But the can the impersonation go on? I’m sure things like this seem like they could be harmless, but when offering a (paid) secure documents service funny things can happen which can become more serious than you might think. Also, offering paid service without terms, conditions, etc. for something that a reasonable person might construe to be a promise to secure their information is well… brave.


Thanks for the feedback. User verification should be possible, and I will look into that. I am basing my password rules on something like 1Password’s master password requirements, although it might be possible to add password change in the future. Also, T&Cs are a good idea which slipped my mind while I was engrossed in the programming of the site. Hopefully, the red flags can be eliminated with time, and I hope to earn the trust of the community and users as I improve the site.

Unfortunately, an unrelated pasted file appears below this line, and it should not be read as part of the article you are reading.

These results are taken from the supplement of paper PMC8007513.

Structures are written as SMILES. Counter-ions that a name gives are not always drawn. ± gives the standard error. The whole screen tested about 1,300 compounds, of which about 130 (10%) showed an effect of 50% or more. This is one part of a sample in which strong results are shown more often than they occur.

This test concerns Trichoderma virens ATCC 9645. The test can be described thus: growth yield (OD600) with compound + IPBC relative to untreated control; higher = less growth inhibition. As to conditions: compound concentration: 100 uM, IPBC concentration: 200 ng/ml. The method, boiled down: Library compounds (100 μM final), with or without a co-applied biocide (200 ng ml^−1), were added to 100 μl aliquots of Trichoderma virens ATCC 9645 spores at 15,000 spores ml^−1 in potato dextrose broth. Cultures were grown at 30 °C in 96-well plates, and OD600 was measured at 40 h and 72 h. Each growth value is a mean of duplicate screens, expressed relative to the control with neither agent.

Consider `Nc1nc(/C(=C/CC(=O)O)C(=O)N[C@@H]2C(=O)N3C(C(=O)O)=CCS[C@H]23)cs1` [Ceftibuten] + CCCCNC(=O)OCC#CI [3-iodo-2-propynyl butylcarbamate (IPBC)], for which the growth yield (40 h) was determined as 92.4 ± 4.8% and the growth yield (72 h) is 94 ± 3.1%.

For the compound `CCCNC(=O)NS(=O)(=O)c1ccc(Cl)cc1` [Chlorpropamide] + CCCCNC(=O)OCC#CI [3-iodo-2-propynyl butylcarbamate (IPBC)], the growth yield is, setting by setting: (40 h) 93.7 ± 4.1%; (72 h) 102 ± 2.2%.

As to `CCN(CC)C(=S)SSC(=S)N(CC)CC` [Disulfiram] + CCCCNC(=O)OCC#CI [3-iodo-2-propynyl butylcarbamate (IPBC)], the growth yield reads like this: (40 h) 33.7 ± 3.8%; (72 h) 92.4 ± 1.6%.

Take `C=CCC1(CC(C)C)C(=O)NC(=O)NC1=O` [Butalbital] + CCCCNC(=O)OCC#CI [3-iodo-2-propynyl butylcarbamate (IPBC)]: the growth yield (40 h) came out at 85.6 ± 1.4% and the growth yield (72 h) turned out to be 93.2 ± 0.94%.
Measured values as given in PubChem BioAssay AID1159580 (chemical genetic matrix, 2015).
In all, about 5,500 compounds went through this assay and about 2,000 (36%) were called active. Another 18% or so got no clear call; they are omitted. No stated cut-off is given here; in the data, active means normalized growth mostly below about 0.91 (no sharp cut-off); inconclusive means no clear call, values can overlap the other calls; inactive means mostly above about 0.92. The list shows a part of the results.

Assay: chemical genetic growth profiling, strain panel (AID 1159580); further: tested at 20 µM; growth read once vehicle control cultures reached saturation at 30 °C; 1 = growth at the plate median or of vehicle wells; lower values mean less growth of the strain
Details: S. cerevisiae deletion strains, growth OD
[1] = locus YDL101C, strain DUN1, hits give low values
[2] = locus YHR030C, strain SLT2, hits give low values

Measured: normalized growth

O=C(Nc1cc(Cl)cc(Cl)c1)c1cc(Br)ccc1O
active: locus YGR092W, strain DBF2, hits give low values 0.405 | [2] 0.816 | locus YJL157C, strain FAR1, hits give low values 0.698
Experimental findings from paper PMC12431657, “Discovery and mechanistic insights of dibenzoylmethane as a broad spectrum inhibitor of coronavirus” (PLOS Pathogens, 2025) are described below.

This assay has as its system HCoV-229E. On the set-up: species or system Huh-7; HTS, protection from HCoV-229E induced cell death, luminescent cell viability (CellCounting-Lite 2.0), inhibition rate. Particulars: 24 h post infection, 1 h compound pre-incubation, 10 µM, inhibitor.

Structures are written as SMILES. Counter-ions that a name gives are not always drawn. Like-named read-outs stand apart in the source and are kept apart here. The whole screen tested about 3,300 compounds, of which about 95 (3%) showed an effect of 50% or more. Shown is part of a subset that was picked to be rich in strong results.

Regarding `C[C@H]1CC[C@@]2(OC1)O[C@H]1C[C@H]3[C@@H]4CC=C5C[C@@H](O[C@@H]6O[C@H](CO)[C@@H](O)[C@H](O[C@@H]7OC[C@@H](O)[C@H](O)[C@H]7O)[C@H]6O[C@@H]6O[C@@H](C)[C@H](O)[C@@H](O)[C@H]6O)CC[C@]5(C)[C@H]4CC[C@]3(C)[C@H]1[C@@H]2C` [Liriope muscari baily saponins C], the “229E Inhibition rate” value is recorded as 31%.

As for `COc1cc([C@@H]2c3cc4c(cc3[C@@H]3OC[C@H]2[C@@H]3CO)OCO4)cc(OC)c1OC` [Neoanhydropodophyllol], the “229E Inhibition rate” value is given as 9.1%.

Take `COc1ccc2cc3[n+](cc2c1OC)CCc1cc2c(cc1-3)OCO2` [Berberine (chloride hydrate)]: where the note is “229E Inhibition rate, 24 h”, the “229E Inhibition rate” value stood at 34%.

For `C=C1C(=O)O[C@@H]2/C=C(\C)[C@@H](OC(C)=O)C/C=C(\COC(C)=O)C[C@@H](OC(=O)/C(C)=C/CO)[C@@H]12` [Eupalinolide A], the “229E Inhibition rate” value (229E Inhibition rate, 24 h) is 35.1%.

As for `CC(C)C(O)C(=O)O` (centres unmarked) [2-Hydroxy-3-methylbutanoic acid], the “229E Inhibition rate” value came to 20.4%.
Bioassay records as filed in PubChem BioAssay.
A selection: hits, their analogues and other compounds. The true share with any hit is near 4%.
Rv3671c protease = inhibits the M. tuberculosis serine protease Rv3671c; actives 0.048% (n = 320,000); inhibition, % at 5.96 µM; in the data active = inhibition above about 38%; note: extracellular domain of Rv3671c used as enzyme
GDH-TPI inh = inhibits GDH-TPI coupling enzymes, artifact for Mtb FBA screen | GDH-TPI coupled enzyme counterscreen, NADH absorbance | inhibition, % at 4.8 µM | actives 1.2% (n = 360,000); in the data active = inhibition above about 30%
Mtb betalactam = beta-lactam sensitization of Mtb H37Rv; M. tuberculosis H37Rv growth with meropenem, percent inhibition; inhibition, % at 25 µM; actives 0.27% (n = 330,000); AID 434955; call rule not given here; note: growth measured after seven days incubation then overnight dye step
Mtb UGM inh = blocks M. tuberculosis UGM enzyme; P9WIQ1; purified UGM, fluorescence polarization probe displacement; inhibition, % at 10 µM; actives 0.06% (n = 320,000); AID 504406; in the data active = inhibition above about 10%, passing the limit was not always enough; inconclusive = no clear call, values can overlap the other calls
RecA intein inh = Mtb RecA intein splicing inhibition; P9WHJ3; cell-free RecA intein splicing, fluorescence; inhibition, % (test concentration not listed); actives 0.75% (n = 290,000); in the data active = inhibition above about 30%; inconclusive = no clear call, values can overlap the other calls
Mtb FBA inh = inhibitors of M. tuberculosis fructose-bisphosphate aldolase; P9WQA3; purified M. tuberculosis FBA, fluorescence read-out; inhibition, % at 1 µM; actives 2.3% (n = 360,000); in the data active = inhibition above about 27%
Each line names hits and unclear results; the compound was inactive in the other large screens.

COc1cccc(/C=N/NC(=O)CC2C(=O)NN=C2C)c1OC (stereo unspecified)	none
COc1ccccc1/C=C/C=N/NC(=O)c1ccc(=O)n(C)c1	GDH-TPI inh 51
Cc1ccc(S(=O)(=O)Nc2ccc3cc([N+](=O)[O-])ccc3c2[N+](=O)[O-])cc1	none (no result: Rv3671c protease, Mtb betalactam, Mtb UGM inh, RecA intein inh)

Your site did send me a verification request email; the issue I raised was that the webapp allowed me to do everything without answering the verification request. Was that verification just something that came out of a Phoenix generator (or similar) and wasn’t intentional? (I don’t use the Phoenix generators myself, so I don’t know what they produce).